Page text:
Dr. Samantha Montano, July 11, 2017
David Wallace-Wells wrote an article in NY Magazine about some potential high-end consequences of climate change (i.e., running out of food and oxygen, perpetual war, etc).
It was so scary that poor Chris Hayes couldn’t sleep.
Other climate change journalists were like, "HOW DARE YOU INCITE FEAR IN THE PUBLIC" (i.e., some nerds on twitter <3).
First of all, this entire thing is ridiculous because a single NYMag article isn’t going to motivate the masses about anything.
“Well I was going to lead a global concerted effort to address climate change but then David Wallace-Wells said in 100 years it might be hard for people to breathe the air so nvm.” – Macron, probably.
Climate journalists (who I really respect) spun themselves up into a tizzy over an article that sought to educate a general audience about the high-end possible consequences of climate change* (see: The Atlantic, New Republic, and Grist). The primary critique seems to be that Wallace-Wells used fear, not hope, in an attempt to motivate people to act on climate change.
A few quick things:
1. You assume that people were actually scared by a single NY Magazine article and you assume that a NY Magazine article would motivate someone to action when every other article on climate change hadn't... Wallace-Wells is a compelling writer but he's not that compelling... none of us are.
2. There's a lot of weight (like, kind of the future of humanity) being put on studies about climate change communication that aren’t measuring what you think they’re measuring and definitely are not generalizable to the extent that you all seem to think they are...
3. Relatedly, we’ve got to start being specific about what we mean by “take action on climate change”. WTF does that mean? Seriously. If we’re talking about taking actions to address the consequences of climate change (which is an equally pressing issue so we should be) then I have an entire body of emergency management literature to discuss with you all that doesn't agree with your hope/fear assessment. There is how humans respond to climate change and then there is how humans respond to the consequences of climate change – too many smart people are conflating the two. They are two, almost completely, separate conversations and they need to be written about and studied as such.
4. I certainly hope there is a successful and adequate global concerted effort but – hope isn’t evidence based. I don't care what climatologists, et al "hope" happens. I care about what the evidence suggests is going to happen. From where I’m sitting, it’s not great. Until you can back your hope up with evidence you're allowing yourself to be delusional to get through the day – which is fine for you personally but not fine when you have an audience of thousands who are following what you write. And, btw, when did hope and fear become mutually exclusive? Asking for a friend (i.e., everyone who studies climate change and its consequences).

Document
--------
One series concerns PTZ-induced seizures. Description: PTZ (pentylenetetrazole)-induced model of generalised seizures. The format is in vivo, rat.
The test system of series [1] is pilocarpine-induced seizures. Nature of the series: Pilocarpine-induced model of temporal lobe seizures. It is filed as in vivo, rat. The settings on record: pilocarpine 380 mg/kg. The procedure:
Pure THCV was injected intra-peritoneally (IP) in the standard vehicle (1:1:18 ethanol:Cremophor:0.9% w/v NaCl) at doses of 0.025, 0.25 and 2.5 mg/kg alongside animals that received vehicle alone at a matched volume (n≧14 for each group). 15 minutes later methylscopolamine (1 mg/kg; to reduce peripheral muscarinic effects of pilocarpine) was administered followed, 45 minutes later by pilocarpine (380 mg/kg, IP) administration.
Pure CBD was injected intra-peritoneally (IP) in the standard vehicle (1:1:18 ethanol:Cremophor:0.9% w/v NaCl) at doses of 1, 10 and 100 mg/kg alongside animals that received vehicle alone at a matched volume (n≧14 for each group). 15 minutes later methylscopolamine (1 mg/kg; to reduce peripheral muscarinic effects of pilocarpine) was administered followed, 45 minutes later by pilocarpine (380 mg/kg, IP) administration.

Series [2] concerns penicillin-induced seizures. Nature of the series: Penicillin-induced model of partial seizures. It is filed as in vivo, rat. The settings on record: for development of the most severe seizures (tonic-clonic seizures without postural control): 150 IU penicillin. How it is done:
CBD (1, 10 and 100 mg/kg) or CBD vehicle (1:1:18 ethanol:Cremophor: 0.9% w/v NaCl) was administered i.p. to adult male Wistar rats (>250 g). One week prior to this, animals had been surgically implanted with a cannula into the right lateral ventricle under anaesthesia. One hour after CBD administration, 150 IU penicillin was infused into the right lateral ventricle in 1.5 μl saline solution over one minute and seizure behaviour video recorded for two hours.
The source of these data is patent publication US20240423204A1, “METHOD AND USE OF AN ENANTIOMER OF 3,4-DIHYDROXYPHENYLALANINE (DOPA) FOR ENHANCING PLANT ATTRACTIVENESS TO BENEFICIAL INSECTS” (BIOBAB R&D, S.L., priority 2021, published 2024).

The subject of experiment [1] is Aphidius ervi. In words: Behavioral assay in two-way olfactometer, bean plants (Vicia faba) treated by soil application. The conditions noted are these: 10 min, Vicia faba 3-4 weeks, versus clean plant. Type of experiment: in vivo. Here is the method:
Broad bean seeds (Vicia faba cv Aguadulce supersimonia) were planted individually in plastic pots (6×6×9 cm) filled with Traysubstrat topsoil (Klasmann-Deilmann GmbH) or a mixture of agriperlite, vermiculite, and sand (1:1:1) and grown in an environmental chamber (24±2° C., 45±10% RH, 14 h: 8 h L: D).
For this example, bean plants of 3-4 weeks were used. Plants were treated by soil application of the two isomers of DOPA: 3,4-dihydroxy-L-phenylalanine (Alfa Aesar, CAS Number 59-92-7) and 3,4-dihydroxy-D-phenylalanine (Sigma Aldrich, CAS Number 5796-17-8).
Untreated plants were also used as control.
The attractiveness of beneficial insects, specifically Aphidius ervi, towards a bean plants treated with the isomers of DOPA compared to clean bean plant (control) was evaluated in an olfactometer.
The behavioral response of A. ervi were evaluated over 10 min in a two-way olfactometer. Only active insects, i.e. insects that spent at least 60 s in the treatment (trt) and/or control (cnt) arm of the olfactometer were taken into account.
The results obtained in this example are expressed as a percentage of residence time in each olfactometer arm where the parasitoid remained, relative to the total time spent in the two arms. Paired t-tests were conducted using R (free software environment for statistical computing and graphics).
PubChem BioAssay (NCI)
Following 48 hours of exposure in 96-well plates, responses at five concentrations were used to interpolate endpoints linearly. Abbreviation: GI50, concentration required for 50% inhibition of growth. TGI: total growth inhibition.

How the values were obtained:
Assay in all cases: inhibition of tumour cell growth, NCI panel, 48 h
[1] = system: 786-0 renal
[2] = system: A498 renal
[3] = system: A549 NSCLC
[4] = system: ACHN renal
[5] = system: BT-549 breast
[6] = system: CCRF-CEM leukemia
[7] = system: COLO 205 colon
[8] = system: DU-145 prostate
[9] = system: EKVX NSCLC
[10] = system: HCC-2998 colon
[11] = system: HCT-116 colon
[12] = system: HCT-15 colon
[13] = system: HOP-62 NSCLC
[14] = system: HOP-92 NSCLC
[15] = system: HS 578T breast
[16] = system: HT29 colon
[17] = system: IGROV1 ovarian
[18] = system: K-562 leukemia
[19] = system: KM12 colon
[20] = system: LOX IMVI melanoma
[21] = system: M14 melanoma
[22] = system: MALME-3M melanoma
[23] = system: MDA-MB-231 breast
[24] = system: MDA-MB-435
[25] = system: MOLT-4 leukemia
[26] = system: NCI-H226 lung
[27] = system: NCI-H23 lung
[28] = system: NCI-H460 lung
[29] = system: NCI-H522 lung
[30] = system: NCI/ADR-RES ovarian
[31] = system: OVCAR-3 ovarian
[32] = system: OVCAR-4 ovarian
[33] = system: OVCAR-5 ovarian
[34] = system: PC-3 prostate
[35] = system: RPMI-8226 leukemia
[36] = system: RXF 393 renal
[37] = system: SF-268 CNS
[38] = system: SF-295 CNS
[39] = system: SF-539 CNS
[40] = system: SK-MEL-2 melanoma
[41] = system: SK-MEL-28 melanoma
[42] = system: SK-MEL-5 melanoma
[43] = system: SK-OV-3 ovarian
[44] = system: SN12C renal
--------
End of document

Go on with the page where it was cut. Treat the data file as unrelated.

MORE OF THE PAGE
5. Another quick question: When did everyone decide that educating people about the potential consequences of climate change = inciting fear? Fear is a byproduct learning about climate change. This seems obvious...?
6. This entire debacle seems to suggest that climate journalists, and to some extent climate scientist, prevaricate around the general public which suggests they/ we are some kind of gatekeepers in a way that is radically inapproriate. Having hope that we may be able to one day do something to address climate change does not mean that we ignore, or don’t share with the public, the high end, however unlikely, consequences of climate change. The NyMag article was only irresponsible in the extent to which some of the consequences were based on speculation past what most scientists are willing to interpret findings of certain studies, not on the premise that the consequences of climate change are going to be significantly worse than rising seas.
The NYMag article actual seems useful because it framed climate change as its consequences. I don’t disagree with the approach of educating the public on what the high-end consequences of climate change are. In the same way that it is appropriate to educate the public on the high-end risk associated with nuclear power plants – you can talin statistics all you want butChrenobyl happened. Fukushima, however improbable, happened. And despite the best efforts of government and industry leaders we almost lost Detroit in the 1960s.
7. Why is everyone all of a sudden ignoring the Yale study? 58% of people believe climate change will harm people in the US but only 40% believe they will be personally impacted. So, perhaps we do need to be spending more time communicating the consequences of climate change. I’m not saying the NYMag article was perfect as other climatologists have since explainied but that’s also not what most of you seem to have had a problem with… you were mad about how the article was framed…. and that anger is unfounded at most and dramatic af at least.
Please direct all hate mail to @SamLMontano where I will respond with appropriate Wonder Woman gifs.